Wanting to improve my Japanese reading skills, I went to the library to check out some books. My reading ability is still at a beginner level so I browsed the children's section and came across a book with an enticing cover that looked promising. The text is in Japanese with no English translation but has furigana (a Japanese reading aid which shows the simple way of reading kanji characters), which is helpful for children and people like me who still know far too few kanji characters.
The story is about a newspaper reporter named Mr. Mizuno who is thinking about what to write for his next article. He’s out fishing when he spots a young boy who helps him make a catch. As Mr. Mizuno takes the hook out of the fish and gets a good look, he sees the the fish's eyes look like binoculars. The boy drops his fishing net in surprise, and the fish escapes. Mr. Mizuno makes friends with the boy, Masashi, and then catches a normal-looking fish. The two of them grill the fish on the beach but Mr. Mizuno drops it on the sand when it’s fully cooked and their lunch becomes inedible. Instead they open cans of beer and juice, have a drink and prepare to leave.
Masashi takes his juice can to the nearest trash bin and can't believe how full the garbage can is and how dirty the beach is. He throws his can in another empty bin but Mr. Mizuno tosses his can away, hitting their abandoned grilled fish.
The next day Mr. Mizuno sits at a table in a coffee shop faced with a looming deadline and no story. He looks out the window and sees what looks like a man dressed as a giant fish is driving a jeep. He hurries out of the shop, flags down a car and convinces the driver to follow the jeep. They lose sight of the jeep but suddenly Mr. Mizuno finds himself out of the car, on the road, face to face with the giant fish!
“Is there something I can do for you?” asks the giant fish, “It seemed like you wanted something from me so I fished you out of the car with the antenna from this jeep.” Mr. Mizuno’s shirt is torn by a fish hook and he can’t believe his eyes. This isn’t a man wearing a giant fish costume, it’s a genuine talking fish who’s as large as Mr. Mizuno himself.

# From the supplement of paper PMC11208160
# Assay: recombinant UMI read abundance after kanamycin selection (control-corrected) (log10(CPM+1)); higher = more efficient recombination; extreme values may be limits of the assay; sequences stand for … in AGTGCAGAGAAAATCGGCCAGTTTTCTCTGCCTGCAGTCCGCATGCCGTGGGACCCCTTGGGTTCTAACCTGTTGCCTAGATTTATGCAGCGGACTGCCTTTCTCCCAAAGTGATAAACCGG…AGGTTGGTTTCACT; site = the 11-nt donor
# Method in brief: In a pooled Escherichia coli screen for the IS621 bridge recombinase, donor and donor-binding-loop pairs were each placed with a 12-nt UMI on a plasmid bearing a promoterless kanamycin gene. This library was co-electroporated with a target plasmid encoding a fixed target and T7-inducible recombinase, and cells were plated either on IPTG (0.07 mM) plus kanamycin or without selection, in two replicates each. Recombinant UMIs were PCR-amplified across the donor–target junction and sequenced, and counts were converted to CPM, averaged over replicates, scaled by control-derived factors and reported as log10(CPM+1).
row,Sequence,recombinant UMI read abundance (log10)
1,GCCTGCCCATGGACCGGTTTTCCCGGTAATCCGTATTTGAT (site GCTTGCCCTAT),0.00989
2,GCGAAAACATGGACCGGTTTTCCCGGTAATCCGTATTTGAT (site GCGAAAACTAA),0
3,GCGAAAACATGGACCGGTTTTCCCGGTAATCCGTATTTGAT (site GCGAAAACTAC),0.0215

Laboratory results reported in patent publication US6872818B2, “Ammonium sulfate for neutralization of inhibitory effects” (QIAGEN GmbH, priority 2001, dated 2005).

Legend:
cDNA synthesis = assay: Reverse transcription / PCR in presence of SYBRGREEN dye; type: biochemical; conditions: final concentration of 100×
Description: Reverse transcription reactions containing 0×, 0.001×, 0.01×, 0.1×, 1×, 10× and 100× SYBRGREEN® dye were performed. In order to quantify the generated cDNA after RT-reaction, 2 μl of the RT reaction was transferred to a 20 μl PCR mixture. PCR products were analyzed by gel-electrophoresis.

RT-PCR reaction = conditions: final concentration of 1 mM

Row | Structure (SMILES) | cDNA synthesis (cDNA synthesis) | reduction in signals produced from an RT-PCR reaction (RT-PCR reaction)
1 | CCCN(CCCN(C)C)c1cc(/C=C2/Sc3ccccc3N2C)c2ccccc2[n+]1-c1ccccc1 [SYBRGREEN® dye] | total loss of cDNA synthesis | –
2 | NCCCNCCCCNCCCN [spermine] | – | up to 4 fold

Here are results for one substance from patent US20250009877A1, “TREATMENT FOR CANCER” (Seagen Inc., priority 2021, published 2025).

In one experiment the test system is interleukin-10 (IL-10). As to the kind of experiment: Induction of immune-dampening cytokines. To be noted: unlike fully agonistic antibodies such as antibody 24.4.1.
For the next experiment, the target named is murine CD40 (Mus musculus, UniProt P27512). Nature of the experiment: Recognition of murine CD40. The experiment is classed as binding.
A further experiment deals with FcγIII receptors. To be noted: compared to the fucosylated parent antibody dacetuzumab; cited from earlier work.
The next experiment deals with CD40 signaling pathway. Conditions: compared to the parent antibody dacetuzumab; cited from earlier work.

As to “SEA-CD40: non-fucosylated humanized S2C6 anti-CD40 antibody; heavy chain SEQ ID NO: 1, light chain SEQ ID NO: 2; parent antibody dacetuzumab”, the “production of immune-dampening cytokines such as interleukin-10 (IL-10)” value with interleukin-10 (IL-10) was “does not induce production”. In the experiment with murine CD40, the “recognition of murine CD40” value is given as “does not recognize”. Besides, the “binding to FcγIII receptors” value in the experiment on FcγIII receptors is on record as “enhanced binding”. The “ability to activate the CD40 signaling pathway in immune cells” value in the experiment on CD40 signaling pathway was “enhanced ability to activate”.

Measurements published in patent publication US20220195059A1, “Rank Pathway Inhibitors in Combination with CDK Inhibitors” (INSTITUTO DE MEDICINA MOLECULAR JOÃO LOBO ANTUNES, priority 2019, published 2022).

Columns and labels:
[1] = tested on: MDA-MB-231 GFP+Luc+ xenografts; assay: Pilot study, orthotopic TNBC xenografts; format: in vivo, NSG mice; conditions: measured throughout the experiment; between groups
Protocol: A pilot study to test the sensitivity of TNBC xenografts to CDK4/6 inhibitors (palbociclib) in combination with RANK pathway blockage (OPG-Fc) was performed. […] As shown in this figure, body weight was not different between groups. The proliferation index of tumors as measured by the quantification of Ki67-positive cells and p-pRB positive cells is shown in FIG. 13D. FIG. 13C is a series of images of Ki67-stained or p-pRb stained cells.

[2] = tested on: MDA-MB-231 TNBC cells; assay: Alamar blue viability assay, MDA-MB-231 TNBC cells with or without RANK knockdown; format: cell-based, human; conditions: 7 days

When Mr. Mizuno asks the fish where he came from, the fish replies, “ I came from all the smaller fish that humans toss aside without a thought.” He adds that he’s hungry. and Mr. Mizuno suggests that they have lunch but when the fish stops the jeep, there’s no restaurant to be found. The fish explains that this spot is his own personal restaurant. Mr. Mizuno looks around, sees a mountain of aluminum cans, and realizes this is where he was fishing when he met Masashi.
In the meantime, Masashi has found a small fish in a puddle and takes it home. It’s covered in mud so Masashi washes it and sees that it’s rainbow-colored. He wants to show his mother and goes to look for her. But Masashi's fish starts eating everything it can get its mouth on and becomes as huge as the fish whom Mr. Mizuno has encountered. When Masashi comes home to find the giant fish, he tries to call for help, the fish eats the telephone before he can use it.
Mr. Mizuno’s giant fish had been nourished by many little fish that were discarded as waste. Those small fish had eaten all the accumulated garbage on the banks – the aluminum cans, the beer bottles and other assorted trash. And now what's to become of Masashi? Will the whole town be taken over by giant fish eating everything in sight? Somebody needs to do something, but what can be done?
This story is a warning to humans about what could happen if they let every little thing go to waste and don’t take better care of the planet.Entertaining from start to finish with a surprise ending, this book should be read by adults as well as children in order to make them think about how they treat their environment.~Ernie Hoyt